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Building your bike

Old 10-21-05, 07:12 PM
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Building your bike

I have a frameset that I plan to build up this winter. This will be a new experience since I have not wrenched on a bike since I tackled repairs to my Schwinn Sting-Ray when I was a kid.
I've bought Parks "Big blue book of bicycle repair" and am mechanically inclined. Has anyone tried this? What parts should I leave up to the lbs mechanic? Love to hear your stories.
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Old 10-21-05, 07:26 PM
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headset can be a little tricky without a press.
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Old 10-21-05, 07:54 PM
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I've thought of doing that myself. I say go for it and we want to see pictures.
By the way, what frame set do you have?
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Old 10-21-05, 08:02 PM
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A lot of us started exactly the same way. Nowadays, I can't imagine anybody else working on my bikes.

Headsets are still left to the LBS but only because the tools are too expensive for how little they get used.

I bought tools indvidually as needed. Seemed smart at the time. But, if you know you are going to really dive in, I'd suggest a kit. Not a $400 set, but I've seen several in the $100 range that have most of what you'll need.

The only advice I'll offer is to be patient. You will make mistakes, but far less so if you aren't in a hurry. Some tasks take a bit of dexterity that only comes with practice and experience. Before long, you'll wonder why you ever thought differently.

And remember - good advice is easy to find right here and on the Parktool website.

Good luck.

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Old 10-21-05, 08:06 PM
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Originally Posted by Mariner Fan
I have a frameset that I plan to build up this winter. This will be a new experience since I have not wrenched on a bike since I tackled repairs to my Schwinn Sting-Ray when I was a kid.
I've bought Parks "Big blue book of bicycle repair" and am mechanically inclined. Has anyone tried this? What parts should I leave up to the lbs mechanic? Love to hear your stories.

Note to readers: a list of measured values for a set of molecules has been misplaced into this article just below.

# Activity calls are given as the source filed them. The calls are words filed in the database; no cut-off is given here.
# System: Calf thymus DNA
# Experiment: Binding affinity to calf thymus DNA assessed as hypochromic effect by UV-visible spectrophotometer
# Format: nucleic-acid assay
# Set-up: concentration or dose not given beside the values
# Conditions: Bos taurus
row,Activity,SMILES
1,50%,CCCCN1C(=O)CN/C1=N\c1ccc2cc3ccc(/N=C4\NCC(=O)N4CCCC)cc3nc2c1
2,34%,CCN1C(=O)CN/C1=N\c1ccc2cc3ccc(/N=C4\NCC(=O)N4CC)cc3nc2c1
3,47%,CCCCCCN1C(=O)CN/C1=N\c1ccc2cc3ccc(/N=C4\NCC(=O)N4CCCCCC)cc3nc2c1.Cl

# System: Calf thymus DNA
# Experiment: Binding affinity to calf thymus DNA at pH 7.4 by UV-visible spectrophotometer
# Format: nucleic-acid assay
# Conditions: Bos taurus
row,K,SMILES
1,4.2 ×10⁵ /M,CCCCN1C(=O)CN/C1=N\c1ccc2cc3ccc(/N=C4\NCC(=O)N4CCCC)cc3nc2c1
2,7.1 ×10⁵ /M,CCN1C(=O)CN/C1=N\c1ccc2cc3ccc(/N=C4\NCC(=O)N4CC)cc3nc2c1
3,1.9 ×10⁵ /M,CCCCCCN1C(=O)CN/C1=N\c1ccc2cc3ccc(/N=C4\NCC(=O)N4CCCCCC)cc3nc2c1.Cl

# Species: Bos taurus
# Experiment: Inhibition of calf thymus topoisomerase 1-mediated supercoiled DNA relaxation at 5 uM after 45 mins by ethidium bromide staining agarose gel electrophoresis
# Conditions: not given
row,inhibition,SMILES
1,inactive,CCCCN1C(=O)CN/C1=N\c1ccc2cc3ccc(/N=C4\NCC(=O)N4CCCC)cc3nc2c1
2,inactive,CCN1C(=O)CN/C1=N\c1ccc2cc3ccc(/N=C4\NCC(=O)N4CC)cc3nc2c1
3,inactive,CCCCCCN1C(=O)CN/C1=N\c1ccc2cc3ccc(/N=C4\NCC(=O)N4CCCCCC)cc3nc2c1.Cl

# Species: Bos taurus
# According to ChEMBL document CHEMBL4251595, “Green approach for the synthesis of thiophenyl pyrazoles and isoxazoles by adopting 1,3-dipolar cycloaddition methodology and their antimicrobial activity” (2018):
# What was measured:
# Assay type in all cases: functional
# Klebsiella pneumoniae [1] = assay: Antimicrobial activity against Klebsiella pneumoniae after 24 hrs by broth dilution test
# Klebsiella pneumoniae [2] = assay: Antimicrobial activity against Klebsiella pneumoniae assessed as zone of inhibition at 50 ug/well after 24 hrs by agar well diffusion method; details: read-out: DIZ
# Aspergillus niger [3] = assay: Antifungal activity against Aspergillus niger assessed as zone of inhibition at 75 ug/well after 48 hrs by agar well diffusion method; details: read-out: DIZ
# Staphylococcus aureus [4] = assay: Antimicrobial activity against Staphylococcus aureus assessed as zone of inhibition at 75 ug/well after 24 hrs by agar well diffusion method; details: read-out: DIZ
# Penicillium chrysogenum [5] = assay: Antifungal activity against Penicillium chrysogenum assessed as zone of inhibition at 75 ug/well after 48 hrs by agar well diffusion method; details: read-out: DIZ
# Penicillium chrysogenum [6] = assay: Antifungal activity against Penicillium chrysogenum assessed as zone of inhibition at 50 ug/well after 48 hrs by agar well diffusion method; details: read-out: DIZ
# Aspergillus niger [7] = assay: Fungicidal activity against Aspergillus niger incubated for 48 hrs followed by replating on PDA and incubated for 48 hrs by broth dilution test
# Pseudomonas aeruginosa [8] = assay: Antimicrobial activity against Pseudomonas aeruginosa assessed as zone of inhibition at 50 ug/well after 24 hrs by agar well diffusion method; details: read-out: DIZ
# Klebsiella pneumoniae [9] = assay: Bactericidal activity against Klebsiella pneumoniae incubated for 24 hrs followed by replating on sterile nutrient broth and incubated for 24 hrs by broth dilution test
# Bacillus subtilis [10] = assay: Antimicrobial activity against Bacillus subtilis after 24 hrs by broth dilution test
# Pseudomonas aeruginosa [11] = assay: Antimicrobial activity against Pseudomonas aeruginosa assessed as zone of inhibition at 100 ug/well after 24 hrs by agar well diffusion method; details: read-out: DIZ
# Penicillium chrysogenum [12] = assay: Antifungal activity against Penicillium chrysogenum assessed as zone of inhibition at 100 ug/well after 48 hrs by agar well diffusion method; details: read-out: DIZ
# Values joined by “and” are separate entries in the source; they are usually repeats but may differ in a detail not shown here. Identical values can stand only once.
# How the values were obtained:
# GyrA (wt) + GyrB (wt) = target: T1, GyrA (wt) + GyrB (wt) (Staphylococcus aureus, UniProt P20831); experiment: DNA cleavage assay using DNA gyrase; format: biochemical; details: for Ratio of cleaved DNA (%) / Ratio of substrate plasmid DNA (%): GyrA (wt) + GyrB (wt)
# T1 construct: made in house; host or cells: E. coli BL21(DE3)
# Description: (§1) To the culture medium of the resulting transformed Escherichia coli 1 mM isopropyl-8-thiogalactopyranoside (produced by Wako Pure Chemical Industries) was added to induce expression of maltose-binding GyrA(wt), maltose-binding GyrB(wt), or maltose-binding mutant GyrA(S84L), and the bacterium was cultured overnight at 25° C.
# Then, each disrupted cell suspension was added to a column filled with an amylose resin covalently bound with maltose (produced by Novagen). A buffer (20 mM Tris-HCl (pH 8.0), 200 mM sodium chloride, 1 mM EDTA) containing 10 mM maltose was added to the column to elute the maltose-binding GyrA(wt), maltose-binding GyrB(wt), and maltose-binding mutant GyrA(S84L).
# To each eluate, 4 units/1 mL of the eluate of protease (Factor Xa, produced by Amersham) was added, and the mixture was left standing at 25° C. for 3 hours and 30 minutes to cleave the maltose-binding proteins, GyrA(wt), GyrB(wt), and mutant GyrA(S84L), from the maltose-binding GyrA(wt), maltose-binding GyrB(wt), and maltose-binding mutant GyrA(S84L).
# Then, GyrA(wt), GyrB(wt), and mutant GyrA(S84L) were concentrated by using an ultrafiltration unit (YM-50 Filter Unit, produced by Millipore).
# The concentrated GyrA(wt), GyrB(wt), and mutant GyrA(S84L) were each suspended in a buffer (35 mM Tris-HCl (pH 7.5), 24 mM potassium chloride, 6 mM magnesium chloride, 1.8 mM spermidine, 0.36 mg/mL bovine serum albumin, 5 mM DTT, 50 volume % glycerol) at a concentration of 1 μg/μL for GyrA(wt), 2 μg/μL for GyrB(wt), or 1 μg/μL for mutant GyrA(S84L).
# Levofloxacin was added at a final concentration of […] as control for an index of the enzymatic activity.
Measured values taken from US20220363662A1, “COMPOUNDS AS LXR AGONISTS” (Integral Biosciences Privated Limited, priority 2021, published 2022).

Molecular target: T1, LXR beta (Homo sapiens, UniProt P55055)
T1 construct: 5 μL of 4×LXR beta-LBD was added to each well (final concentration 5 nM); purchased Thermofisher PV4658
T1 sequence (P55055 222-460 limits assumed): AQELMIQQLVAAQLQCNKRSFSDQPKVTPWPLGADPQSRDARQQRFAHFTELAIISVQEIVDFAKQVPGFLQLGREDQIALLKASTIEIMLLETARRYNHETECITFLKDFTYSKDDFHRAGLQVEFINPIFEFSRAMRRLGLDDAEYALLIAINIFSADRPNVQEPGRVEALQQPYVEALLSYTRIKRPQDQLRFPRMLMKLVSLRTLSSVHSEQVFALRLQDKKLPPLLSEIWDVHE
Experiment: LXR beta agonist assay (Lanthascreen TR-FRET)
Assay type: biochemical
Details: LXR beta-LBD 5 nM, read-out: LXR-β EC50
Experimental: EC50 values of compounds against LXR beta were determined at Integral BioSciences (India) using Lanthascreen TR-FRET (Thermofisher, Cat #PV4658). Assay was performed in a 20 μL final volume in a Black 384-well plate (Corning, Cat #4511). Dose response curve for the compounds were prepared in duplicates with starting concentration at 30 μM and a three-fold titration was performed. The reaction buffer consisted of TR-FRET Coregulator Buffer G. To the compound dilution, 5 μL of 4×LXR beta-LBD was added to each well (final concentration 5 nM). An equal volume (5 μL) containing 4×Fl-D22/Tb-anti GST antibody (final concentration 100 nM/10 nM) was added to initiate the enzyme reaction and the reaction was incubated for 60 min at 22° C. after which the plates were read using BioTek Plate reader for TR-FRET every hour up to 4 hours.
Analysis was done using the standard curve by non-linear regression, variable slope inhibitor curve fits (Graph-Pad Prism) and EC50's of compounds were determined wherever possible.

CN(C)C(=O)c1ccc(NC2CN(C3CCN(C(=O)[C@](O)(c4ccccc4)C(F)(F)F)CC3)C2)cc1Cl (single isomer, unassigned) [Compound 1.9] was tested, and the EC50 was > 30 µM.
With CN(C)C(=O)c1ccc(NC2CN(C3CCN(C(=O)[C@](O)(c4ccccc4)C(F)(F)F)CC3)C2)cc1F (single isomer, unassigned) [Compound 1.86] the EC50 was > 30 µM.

The Park book should tell you everything you need to know. It may be cost effective to get a local bike shop to prep your frame (face and chase the BB and head tube), install the headset, cut the fork steerer, and true your wheels.
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Old 10-21-05, 08:10 PM
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I say you should just let a mechanic build your bike. You will probably just ruin it or break some expensive parts.
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Old 10-21-05, 08:18 PM
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I built up my road bike that way. E-bay frame, came with fork and headset so I left that alone (had LBS replace headset recently - needed it). Also had LBS install bottom bracket. Did everything else myself with help of a much more knowledgable bike nut friend, the Zinn road bike maintenance book, the Park Tool web site, and some trial and error. Trickiest part for me was getting front derailluer (a triple) working right. Buying a built bike from the LBS would have been faster, but I can do a lot of my own maintenance now. BTW, a friendly LBS mechanic or a friend with a good parts bin comes in handy when you discover the brake bolt is slightly too short, you need a wedge shaped washer for the brazeon derailluer mount, or you drop a chainring bolt and it rolls out of the garage, gone forever.
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Old 10-21-05, 08:18 PM
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Originally Posted by BostonRob
I say you should just let a mechanic build your bike. You will probably just ruin it or break some expensive parts.
Building a bike isn't that hard and guys who wrench on their own steeds have it all over guys who don't even know how to change a flat.
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Old 10-21-05, 08:33 PM
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The good thing about Park Tools is they recommend their tools with the order number for any job you need! lol.